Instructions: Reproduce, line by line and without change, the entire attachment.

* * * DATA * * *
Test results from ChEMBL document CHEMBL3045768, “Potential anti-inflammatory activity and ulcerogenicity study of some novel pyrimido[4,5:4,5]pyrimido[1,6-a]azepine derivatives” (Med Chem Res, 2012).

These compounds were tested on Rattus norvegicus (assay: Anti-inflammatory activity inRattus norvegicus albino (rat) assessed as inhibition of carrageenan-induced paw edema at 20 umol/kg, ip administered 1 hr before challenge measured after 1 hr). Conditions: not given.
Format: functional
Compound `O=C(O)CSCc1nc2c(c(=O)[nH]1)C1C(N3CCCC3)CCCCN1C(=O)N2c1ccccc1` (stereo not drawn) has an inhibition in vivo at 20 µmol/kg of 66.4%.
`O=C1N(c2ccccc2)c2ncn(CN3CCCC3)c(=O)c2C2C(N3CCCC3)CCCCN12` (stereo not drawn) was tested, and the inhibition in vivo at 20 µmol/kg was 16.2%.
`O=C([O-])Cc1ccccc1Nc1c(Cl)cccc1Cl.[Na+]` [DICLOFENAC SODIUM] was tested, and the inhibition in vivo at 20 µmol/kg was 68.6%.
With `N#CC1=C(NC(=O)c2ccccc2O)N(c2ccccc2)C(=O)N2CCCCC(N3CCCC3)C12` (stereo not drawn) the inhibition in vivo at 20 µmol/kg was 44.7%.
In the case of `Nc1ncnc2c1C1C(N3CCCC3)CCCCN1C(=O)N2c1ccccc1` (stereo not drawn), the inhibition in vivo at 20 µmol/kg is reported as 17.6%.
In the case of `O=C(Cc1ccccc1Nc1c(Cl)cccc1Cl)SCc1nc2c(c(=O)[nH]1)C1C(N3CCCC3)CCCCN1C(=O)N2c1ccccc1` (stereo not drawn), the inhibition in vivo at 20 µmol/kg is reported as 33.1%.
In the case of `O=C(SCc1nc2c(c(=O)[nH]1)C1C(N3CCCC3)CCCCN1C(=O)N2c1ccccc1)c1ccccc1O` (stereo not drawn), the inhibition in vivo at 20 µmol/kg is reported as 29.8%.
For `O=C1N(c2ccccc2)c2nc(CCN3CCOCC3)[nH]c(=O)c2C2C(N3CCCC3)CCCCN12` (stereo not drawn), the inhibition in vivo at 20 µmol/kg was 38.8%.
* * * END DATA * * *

Test results from ChEMBL document CHEMBL3045768, “Potential anti-inflammatory activity and ulcerogenicity study of some novel pyrimido[4,5:4,5]pyrimido[1,6-a]azepine derivatives” (Med Chem Res, 2012).

These compounds were tested on Rattus norvegicus (assay: Anti-inflammatory activity inRattus norvegicus albino (rat) assessed as inhibition of carrageenan-induced paw edema at 20 umol/kg, ip administered 1 hr before challenge measured after 1 hr). Conditions: not given.
Format: functional
Compound `O=C(O)CSCc1nc2c(c(=O)[nH]1)C1C(N3CCCC3)CCCCN1C(=O)N2c1ccccc1` (stereo not drawn) has an inhibition in vivo at 20 µmol/kg of 66.4%.
`O=C1N(c2ccccc2)c2ncn(CN3CCCC3)c(=O)c2C2C(N3CCCC3)CCCCN12` (stereo not drawn) was tested, and the inhibition in vivo at 20 µmol/kg was 16.2%.
`O=C([O-])Cc1ccccc1Nc1c(Cl)cccc1Cl.[Na+]` [DICLOFENAC SODIUM] was tested, and the inhibition in vivo at 20 µmol/kg was 68.6%.
With `N#CC1=C(NC(=O)c2ccccc2O)N(c2ccccc2)C(=O)N2CCCCC(N3CCCC3)C12` (stereo not drawn) the inhibition in vivo at 20 µmol/kg was 44.7%.
In the case of `Nc1ncnc2c1C1C(N3CCCC3)CCCCN1C(=O)N2c1ccccc1` (stereo not drawn), the inhibition in vivo at 20 µmol/kg is reported as 17.6%.
In the case of `O=C(Cc1ccccc1Nc1c(Cl)cccc1Cl)SCc1nc2c(c(=O)[nH]1)C1C(N3CCCC3)CCCCN1C(=O)N2c1ccccc1` (stereo not drawn), the inhibition in vivo at 20 µmol/kg is reported as 33.1%.
In the case of `O=C(SCc1nc2c(c(=O)[nH]1)C1C(N3CCCC3)CCCCN1C(=O)N2c1ccccc1)c1ccccc1O` (stereo not drawn), the inhibition in vivo at 20 µmol/kg is reported as 29.8%.
For `O=C1N(c2ccccc2)c2nc(CCN3CCOCC3)[nH]c(=O)c2C2C(N3CCCC3)CCCCN12` (stereo not drawn), the inhibition in vivo at 20 µmol/kg was 38.8%.